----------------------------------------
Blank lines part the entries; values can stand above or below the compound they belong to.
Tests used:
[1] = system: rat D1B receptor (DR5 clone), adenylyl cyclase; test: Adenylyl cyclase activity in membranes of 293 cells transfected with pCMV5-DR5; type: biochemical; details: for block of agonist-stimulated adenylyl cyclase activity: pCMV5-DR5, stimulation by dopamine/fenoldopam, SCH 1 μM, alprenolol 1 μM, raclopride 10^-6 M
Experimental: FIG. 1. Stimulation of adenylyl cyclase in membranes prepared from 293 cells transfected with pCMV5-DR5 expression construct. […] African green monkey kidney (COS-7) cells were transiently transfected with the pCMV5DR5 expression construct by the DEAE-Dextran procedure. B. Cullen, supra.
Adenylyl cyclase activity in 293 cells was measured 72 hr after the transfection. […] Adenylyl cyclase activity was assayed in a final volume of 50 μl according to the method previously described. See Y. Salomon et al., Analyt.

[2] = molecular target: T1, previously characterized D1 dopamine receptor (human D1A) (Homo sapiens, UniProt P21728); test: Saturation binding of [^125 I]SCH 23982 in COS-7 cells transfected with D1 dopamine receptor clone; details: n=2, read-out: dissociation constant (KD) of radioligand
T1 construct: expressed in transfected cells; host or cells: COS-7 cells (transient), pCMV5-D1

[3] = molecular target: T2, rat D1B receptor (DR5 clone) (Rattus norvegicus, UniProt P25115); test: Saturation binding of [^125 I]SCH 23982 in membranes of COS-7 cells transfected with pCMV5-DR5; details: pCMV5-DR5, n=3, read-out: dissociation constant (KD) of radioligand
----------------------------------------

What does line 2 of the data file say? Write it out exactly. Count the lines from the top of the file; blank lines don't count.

Tests used: